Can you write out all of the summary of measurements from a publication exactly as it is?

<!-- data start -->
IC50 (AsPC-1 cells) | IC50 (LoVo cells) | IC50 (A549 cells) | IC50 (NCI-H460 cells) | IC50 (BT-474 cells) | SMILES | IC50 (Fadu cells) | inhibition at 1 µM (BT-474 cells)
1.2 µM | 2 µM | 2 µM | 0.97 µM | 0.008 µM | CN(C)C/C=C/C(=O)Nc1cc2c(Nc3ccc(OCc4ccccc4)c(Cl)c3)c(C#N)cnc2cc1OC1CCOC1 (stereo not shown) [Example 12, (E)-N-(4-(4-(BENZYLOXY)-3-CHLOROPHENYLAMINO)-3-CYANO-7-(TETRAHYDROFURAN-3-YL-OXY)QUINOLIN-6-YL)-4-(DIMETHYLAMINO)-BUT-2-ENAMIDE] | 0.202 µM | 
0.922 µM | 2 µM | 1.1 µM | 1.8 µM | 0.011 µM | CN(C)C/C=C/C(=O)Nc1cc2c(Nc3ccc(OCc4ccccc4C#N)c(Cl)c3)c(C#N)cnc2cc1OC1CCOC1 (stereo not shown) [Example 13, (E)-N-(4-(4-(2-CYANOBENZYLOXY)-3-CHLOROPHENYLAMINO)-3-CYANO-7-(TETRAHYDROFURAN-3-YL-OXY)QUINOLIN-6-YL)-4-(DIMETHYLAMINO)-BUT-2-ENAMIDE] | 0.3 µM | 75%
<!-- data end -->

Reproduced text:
IC50 (AsPC-1 cells) | IC50 (LoVo cells) | IC50 (A549 cells) | IC50 (NCI-H460 cells) | IC50 (BT-474 cells) | SMILES | IC50 (Fadu cells) | inhibition at 1 µM (BT-474 cells)
1.2 µM | 2 µM | 2 µM | 0.97 µM | 0.008 µM | CN(C)C/C=C/C(=O)Nc1cc2c(Nc3ccc(OCc4ccccc4)c(Cl)c3)c(C#N)cnc2cc1OC1CCOC1 (stereo not shown) [Example 12, (E)-N-(4-(4-(BENZYLOXY)-3-CHLOROPHENYLAMINO)-3-CYANO-7-(TETRAHYDROFURAN-3-YL-OXY)QUINOLIN-6-YL)-4-(DIMETHYLAMINO)-BUT-2-ENAMIDE] | 0.202 µM | 
0.922 µM | 2 µM | 1.1 µM | 1.8 µM | 0.011 µM | CN(C)C/C=C/C(=O)Nc1cc2c(Nc3ccc(OCc4ccccc4C#N)c(Cl)c3)c(C#N)cnc2cc1OC1CCOC1 (stereo not shown) [Example 13, (E)-N-(4-(4-(2-CYANOBENZYLOXY)-3-CHLOROPHENYLAMINO)-3-CYANO-7-(TETRAHYDROFURAN-3-YL-OXY)QUINOLIN-6-YL)-4-(DIMETHYLAMINO)-BUT-2-ENAMIDE] | 0.3 µM | 75%